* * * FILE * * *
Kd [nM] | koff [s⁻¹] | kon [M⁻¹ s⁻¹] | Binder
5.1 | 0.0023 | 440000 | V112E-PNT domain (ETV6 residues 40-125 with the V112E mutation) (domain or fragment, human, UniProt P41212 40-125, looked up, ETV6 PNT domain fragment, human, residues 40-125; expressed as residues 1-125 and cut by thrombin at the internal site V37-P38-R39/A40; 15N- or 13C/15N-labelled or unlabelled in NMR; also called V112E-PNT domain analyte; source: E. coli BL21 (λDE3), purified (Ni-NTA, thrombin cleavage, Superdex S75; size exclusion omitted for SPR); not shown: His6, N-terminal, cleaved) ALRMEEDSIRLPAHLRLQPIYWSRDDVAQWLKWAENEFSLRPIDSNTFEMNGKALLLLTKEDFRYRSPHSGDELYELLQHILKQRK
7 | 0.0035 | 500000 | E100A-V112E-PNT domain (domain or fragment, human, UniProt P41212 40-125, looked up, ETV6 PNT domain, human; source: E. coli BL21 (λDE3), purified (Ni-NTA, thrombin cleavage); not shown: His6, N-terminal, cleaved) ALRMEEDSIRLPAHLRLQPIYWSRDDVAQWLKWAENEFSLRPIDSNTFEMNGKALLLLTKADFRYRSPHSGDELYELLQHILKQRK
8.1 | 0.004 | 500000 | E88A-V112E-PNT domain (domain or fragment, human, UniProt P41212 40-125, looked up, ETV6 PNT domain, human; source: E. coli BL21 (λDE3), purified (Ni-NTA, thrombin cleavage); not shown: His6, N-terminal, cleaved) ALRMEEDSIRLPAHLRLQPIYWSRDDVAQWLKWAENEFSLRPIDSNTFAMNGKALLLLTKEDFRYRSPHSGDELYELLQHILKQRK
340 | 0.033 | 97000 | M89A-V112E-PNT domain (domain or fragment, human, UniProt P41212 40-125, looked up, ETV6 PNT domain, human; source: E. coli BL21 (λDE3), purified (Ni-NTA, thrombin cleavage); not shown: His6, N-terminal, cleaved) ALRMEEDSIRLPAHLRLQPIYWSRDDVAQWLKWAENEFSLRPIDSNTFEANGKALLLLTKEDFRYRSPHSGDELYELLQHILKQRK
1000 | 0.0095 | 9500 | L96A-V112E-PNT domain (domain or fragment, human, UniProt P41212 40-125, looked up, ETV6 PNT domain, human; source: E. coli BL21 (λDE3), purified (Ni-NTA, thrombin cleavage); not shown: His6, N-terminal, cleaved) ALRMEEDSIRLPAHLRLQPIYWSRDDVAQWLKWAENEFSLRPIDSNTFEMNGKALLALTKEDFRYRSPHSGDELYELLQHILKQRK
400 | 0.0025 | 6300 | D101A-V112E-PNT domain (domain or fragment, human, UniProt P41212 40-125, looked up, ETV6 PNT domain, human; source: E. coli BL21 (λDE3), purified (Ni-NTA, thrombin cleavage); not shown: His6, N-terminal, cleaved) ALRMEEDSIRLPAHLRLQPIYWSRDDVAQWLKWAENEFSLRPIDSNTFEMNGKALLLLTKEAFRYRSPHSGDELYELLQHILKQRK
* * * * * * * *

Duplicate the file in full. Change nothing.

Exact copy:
Kd [nM] | koff [s⁻¹] | kon [M⁻¹ s⁻¹] | Binder
5.1 | 0.0023 | 440000 | V112E-PNT domain (ETV6 residues 40-125 with the V112E mutation) (domain or fragment, human, UniProt P41212 40-125, looked up, ETV6 PNT domain fragment, human, residues 40-125; expressed as residues 1-125 and cut by thrombin at the internal site V37-P38-R39/A40; 15N- or 13C/15N-labelled or unlabelled in NMR; also called V112E-PNT domain analyte; source: E. coli BL21 (λDE3), purified (Ni-NTA, thrombin cleavage, Superdex S75; size exclusion omitted for SPR); not shown: His6, N-terminal, cleaved) ALRMEEDSIRLPAHLRLQPIYWSRDDVAQWLKWAENEFSLRPIDSNTFEMNGKALLLLTKEDFRYRSPHSGDELYELLQHILKQRK
7 | 0.0035 | 500000 | E100A-V112E-PNT domain (domain or fragment, human, UniProt P41212 40-125, looked up, ETV6 PNT domain, human; source: E. coli BL21 (λDE3), purified (Ni-NTA, thrombin cleavage); not shown: His6, N-terminal, cleaved) ALRMEEDSIRLPAHLRLQPIYWSRDDVAQWLKWAENEFSLRPIDSNTFEMNGKALLLLTKADFRYRSPHSGDELYELLQHILKQRK
8.1 | 0.004 | 500000 | E88A-V112E-PNT domain (domain or fragment, human, UniProt P41212 40-125, looked up, ETV6 PNT domain, human; source: E. coli BL21 (λDE3), purified (Ni-NTA, thrombin cleavage); not shown: His6, N-terminal, cleaved) ALRMEEDSIRLPAHLRLQPIYWSRDDVAQWLKWAENEFSLRPIDSNTFAMNGKALLLLTKEDFRYRSPHSGDELYELLQHILKQRK
340 | 0.033 | 97000 | M89A-V112E-PNT domain (domain or fragment, human, UniProt P41212 40-125, looked up, ETV6 PNT domain, human; source: E. coli BL21 (λDE3), purified (Ni-NTA, thrombin cleavage); not shown: His6, N-terminal, cleaved) ALRMEEDSIRLPAHLRLQPIYWSRDDVAQWLKWAENEFSLRPIDSNTFEANGKALLLLTKEDFRYRSPHSGDELYELLQHILKQRK
1000 | 0.0095 | 9500 | L96A-V112E-PNT domain (domain or fragment, human, UniProt P41212 40-125, looked up, ETV6 PNT domain, human; source: E. coli BL21 (λDE3), purified (Ni-NTA, thrombin cleavage); not shown: His6, N-terminal, cleaved) ALRMEEDSIRLPAHLRLQPIYWSRDDVAQWLKWAENEFSLRPIDSNTFEMNGKALLALTKEDFRYRSPHSGDELYELLQHILKQRK
400 | 0.0025 | 6300 | D101A-V112E-PNT domain (domain or fragment, human, UniProt P41212 40-125, looked up, ETV6 PNT domain, human; source: E. coli BL21 (λDE3), purified (Ni-NTA, thrombin cleavage); not shown: His6, N-terminal, cleaved) ALRMEEDSIRLPAHLRLQPIYWSRDDVAQWLKWAENEFSLRPIDSNTFEMNGKALLLLTKEAFRYRSPHSGDELYELLQHILKQRK